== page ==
Sustain Launches Materials Water Footprinting
Sustain says the database will be the UK’s first, and will allow manufacturing companies to measure and manage the water footprints of their global supply chains.
The company, whose Inventory of Carbon and Energy database tracks embedded carbon emissions in different materials, did not disclose the funding amount it received for the new water database.
In addition to measuring global water resources, footprinting helps identify consumption in water-scarce region, Sustain says. Water security is increasingly becoming a concern to large corporations and government agencies, and Sustain says neither are doing enough to manage water-related risks. As examples, Sustain points to the 2011 drought in Texas that reportedly cost $5.2 billion dollars to the local economy and this year’s droughts in the Midwest and Spain, projected to push food prices up significantly.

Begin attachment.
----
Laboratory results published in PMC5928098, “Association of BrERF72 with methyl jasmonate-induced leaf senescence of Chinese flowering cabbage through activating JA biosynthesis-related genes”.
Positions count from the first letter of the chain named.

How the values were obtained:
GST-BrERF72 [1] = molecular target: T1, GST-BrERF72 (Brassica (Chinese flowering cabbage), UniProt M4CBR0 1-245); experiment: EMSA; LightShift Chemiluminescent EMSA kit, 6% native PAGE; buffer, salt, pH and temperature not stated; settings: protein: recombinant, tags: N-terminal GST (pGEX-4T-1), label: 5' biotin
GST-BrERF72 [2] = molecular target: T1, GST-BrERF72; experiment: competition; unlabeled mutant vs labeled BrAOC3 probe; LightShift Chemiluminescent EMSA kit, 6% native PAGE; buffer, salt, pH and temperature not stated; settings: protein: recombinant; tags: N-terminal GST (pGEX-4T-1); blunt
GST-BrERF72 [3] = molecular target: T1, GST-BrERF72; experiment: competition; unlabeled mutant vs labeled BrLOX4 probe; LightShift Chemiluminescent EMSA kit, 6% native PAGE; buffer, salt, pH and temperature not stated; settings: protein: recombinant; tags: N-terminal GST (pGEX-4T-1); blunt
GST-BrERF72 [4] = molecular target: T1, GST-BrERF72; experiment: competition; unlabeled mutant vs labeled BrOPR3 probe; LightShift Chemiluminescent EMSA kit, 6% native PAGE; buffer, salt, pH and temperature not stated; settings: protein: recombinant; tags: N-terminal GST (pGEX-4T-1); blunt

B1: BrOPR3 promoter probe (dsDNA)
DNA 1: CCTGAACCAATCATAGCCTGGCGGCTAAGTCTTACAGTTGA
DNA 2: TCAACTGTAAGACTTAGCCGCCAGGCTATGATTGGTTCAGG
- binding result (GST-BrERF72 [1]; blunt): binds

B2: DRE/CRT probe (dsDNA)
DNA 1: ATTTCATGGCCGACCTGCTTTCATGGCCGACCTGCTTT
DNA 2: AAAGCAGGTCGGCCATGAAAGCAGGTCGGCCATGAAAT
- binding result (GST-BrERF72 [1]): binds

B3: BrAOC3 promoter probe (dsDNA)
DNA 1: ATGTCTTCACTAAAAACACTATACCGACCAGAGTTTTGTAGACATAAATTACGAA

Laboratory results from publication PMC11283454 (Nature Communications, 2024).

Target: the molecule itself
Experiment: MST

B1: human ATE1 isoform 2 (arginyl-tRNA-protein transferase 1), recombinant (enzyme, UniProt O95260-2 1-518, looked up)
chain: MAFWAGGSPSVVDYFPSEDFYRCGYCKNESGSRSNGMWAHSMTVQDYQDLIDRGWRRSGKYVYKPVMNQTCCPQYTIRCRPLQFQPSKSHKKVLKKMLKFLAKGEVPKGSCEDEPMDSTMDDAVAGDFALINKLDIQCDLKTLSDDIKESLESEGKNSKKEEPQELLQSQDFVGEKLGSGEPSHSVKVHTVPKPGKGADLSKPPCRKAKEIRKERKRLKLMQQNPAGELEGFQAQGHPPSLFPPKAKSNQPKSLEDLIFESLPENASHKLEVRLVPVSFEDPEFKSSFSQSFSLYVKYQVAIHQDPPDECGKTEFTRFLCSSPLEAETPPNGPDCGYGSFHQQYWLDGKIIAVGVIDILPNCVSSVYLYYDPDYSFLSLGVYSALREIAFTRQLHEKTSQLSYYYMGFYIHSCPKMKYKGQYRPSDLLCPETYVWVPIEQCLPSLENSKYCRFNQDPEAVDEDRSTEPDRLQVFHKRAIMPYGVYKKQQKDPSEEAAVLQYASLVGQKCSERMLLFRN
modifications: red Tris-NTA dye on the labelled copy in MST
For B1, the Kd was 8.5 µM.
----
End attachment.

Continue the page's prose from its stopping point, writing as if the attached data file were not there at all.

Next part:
A KPMG analysis of corporate responsibility reports published earlier this month found the majority — 60 percent — of the world’s 250 largest companies lack a long-term water strategy.
Sustain principal associate Dr. Craig Jones said the water footprint database will show companies where the risks lie within their supply chains, and will be the “starting point” for them to start dealing with water security.
Sustain began work on the development of the database in October; the company didn’t say when it will be completed.
Sustain’s water footprint database follows the Carbon Disclosure Project’s Global Water Report, released last week, which said drought, poor quality, flooding and other water-related challenges negatively affected 53 percent of the world’s largest listed companies in the past five years, up from 38 percent last year. Yet there’s been no increase in the number of corporations providing water-related risk assessments to investors, the CDP said.
An Oracle report published around the same time as CDP’s found 39 percent of water executives say demand is “highly likely” to outstrip water supply by 2030, while 54 percent say such a risk is moderately likely.
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